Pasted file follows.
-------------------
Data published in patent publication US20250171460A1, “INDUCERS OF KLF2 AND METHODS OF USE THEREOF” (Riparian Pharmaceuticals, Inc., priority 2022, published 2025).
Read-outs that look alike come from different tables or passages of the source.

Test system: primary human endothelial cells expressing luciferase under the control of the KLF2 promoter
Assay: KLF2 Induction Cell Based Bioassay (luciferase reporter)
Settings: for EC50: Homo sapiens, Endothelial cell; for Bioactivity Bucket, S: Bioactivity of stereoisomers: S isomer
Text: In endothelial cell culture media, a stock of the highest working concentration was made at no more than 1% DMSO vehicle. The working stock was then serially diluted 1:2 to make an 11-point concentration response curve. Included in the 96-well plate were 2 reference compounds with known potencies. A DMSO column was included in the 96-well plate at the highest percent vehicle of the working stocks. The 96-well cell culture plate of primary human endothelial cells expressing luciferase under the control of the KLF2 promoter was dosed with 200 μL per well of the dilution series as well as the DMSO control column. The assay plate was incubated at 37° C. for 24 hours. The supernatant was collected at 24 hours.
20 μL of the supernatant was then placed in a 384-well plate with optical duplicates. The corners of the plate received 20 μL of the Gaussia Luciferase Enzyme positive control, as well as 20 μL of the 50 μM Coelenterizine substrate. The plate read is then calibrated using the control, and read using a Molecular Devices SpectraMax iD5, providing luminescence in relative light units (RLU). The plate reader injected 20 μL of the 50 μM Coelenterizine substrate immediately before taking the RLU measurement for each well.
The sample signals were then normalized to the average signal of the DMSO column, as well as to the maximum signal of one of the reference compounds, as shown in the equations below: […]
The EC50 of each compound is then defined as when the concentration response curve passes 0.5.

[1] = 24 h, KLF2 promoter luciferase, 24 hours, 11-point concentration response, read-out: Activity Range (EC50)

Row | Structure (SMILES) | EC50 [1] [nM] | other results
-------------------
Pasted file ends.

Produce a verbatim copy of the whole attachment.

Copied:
Data published in patent publication US20250171460A1, “INDUCERS OF KLF2 AND METHODS OF USE THEREOF” (Riparian Pharmaceuticals, Inc., priority 2022, published 2025).
Read-outs that look alike come from different tables or passages of the source.

Test system: primary human endothelial cells expressing luciferase under the control of the KLF2 promoter
Assay: KLF2 Induction Cell Based Bioassay (luciferase reporter)
Settings: for EC50: Homo sapiens, Endothelial cell; for Bioactivity Bucket, S: Bioactivity of stereoisomers: S isomer
Text: In endothelial cell culture media, a stock of the highest working concentration was made at no more than 1% DMSO vehicle. The working stock was then serially diluted 1:2 to make an 11-point concentration response curve. Included in the 96-well plate were 2 reference compounds with known potencies. A DMSO column was included in the 96-well plate at the highest percent vehicle of the working stocks. The 96-well cell culture plate of primary human endothelial cells expressing luciferase under the control of the KLF2 promoter was dosed with 200 μL per well of the dilution series as well as the DMSO control column. The assay plate was incubated at 37° C. for 24 hours. The supernatant was collected at 24 hours.
20 μL of the supernatant was then placed in a 384-well plate with optical duplicates. The corners of the plate received 20 μL of the Gaussia Luciferase Enzyme positive control, as well as 20 μL of the 50 μM Coelenterizine substrate. The plate read is then calibrated using the control, and read using a Molecular Devices SpectraMax iD5, providing luminescence in relative light units (RLU). The plate reader injected 20 μL of the 50 μM Coelenterizine substrate immediately before taking the RLU measurement for each well.
The sample signals were then normalized to the average signal of the DMSO column, as well as to the maximum signal of one of the reference compounds, as shown in the equations below: […]
The EC50 of each compound is then defined as when the concentration response curve passes 0.5.

[1] = 24 h, KLF2 promoter luciferase, 24 hours, 11-point concentration response, read-out: Activity Range (EC50)

Row | Structure (SMILES) | EC50 [1] [nM] | other results